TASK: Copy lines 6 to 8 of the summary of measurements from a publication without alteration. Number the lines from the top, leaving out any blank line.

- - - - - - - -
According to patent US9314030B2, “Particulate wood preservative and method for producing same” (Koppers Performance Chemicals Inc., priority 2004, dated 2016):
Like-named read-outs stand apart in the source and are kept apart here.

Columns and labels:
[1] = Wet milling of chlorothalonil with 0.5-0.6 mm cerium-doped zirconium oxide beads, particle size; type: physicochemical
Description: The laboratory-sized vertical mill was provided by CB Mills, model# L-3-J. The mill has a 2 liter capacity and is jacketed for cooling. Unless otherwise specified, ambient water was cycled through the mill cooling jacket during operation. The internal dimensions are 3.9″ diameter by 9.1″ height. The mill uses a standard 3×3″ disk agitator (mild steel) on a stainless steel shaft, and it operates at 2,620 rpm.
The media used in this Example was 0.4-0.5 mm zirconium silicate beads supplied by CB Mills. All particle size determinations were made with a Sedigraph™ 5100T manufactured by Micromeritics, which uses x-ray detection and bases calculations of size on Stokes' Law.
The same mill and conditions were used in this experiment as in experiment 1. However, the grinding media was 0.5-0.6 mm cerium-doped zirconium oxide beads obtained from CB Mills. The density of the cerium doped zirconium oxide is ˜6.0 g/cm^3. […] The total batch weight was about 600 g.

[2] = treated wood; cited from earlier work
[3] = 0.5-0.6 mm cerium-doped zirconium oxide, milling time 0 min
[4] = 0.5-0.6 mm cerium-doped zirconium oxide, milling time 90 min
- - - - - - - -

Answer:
The media used in this Example was 0.4-0.5 mm zirconium silicate beads supplied by CB Mills. All particle size determinations were made with a Sedigraph™ 5100T manufactured by Micromeritics, which uses x-ray detection and bases calculations of size on Stokes' Law.
The same mill and conditions were used in this experiment as in experiment 1. However, the grinding media was 0.5-0.6 mm cerium-doped zirconium oxide beads obtained from CB Mills. The density of the cerium doped zirconium oxide is ˜6.0 g/cm^3. […] The total batch weight was about 600 g.

[2] = treated wood; cited from earlier work